Google Personal Custom Search Engines?

A couple of days ago, I gave a talk about possible future library services, and in passing mentioned the way that my Google search results are increasingly personalised. Martin picked up on this in a conversation over coffee, and then in a blog post (“Your search is valuable to us“):

This made me think that your search history is actually valuable, because the results you get back are a product of the hours you have invested in previous searches and the subject expertise in utilising search terms. So, if you are an expert in let’s say, Alaskan oil fields, and have been researching this area for years, then the Google results you get back for a search on possible new oil fields will be much more valuable than the results anyone else would get.

[I]f you can assemble and utilise the expert search of a network of people, then you can create a socially powered search which is very relevant for learners. Want to know about really niche debates in evolution? We’ve utilised Richard Dawkins, Steve Jones and Matt Ridley’s search history to give you the best results. Or if you prefer, the search is performed as the aggregation of a specialist community.

There are more than a few patents in this area of course (you can get a feel for what the search engines are (thinking about) doing in this area by having a read through these SEO by the SEA posts on “search+history+personal”), but I was wondering:

how easy would it be to expose my personal search history reranking filter (or whatever it is that Google uses) as a custom search engine (under my privacy controls, of course)?

As Martin says (and as we discussed over coffee), you’d want to disable further personalisation of your CSE by users who aren’t you (to get round the Amazon equivalent of Barbie doll and My Little Pony “items for you” recommendations I seem to get after every Christmas!), but exposing the personal search engine would potentially be a way of exposing a valuable commodity.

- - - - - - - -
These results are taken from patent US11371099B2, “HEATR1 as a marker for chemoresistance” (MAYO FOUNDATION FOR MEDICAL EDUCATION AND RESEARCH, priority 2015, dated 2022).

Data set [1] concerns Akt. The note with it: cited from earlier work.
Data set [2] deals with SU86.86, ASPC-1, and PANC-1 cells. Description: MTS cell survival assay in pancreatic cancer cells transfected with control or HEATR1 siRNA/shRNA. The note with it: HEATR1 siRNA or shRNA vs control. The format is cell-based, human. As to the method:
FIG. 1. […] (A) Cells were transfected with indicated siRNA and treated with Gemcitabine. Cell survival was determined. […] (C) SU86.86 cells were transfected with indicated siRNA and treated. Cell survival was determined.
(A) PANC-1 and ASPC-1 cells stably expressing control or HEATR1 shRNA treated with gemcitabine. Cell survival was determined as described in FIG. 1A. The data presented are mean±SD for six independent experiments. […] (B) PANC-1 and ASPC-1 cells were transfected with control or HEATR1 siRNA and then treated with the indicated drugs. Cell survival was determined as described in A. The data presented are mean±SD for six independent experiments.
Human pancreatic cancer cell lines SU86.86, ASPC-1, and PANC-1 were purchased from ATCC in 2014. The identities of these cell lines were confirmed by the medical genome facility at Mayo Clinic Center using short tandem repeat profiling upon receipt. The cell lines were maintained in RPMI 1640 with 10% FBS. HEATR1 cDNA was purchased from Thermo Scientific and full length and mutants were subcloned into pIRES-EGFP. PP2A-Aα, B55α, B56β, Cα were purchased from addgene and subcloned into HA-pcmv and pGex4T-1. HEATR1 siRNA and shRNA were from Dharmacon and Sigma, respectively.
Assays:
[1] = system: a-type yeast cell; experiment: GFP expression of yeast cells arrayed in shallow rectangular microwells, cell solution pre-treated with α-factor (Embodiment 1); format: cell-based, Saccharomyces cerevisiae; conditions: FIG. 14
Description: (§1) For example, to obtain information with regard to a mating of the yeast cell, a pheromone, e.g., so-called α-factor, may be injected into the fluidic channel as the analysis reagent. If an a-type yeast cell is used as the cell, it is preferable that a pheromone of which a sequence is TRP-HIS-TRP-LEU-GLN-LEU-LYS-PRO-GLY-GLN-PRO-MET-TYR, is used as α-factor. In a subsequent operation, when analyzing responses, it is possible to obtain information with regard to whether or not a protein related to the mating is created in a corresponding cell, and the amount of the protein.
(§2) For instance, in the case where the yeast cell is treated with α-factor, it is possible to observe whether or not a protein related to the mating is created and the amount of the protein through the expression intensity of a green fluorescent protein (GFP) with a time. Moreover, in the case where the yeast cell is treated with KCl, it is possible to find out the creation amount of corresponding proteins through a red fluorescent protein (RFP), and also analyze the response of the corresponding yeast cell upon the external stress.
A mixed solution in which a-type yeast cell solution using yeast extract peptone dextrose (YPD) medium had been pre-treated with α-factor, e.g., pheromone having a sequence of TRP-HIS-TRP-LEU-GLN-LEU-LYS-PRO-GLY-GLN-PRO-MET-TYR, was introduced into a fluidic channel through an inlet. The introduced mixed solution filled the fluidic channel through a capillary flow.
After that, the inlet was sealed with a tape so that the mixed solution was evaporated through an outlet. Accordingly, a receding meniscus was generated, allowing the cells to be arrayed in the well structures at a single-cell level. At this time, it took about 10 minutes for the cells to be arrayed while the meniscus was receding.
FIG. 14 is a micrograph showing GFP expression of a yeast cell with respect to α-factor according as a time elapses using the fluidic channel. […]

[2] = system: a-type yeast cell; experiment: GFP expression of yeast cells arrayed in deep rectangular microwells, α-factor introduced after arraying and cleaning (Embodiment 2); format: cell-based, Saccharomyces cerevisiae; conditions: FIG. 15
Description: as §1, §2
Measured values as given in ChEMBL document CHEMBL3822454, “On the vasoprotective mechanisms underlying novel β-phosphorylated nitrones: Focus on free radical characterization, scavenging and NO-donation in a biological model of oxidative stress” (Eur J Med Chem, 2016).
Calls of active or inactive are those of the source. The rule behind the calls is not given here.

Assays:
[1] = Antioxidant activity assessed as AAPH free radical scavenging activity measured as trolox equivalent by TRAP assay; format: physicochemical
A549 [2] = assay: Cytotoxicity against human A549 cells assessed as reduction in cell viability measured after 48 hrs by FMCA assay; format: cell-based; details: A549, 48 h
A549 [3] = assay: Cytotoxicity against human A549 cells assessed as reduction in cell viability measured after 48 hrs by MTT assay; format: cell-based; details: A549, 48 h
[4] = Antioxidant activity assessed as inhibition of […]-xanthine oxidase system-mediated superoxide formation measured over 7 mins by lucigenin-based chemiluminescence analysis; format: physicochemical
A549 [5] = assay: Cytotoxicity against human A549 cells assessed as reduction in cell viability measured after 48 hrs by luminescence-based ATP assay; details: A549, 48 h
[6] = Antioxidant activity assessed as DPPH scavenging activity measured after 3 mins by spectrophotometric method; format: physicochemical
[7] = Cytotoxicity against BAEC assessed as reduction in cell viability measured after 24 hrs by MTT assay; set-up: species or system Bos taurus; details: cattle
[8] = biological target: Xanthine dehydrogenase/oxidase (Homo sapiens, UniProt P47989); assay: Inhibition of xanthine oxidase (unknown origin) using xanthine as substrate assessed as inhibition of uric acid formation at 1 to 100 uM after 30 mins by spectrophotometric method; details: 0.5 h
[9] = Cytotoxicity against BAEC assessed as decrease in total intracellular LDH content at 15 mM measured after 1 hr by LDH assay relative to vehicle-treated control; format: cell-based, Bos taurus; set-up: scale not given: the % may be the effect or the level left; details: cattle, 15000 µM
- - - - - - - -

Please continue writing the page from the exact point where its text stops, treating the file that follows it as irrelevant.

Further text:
In the context of the Library, rather going to the Library website and looking up the books by a particular author, or going to ORO and looking up a particular author’s papers, you might pull their personalised search engine off the shelf and use that for a bit of a topic related Googling…

In a comment to Martin’s post, Laura suggests “Aren’t the search results that the expert actually follows up and bookmarks more powerful? Every academic should be publishing the RSS feeds for their social bookmarks, classified by key terms. The user can choose to filter these according to the social rating of the URL and aggregate results from a group of experts according to their reputation in their field and their online expertise in finding valuable sources.”

I guess this amounts to a social variant of the various “deliSearch” search engines out there, that let you run a search over a set of bookmarked pages or domains (see Search Hubs and Custom Search at ILI2007, for example, or these random OUseful posts on delicious powered search etc)?

At times like these, I sometimes wish I’d put a little more effort into searchfeedr (example: searching some of my delicious bookmarks tagged “search’ for items on “personal search”). I stopped working on searchfeedr before the Google CSE really got going, so it’d be possible to build a far more powerful version of it now…

Anyway, that’s maybe something else to put on the “proof-of-concept to do” list…

PS Note to self – also look at “How Do I?” instructional video search engine to see how easy it would be to embed videos in the results…

Author: Tony Hirst

I'm a Senior Lecturer at The Open University, with an interest in #opendata policy and practice, as well as general web tinkering...

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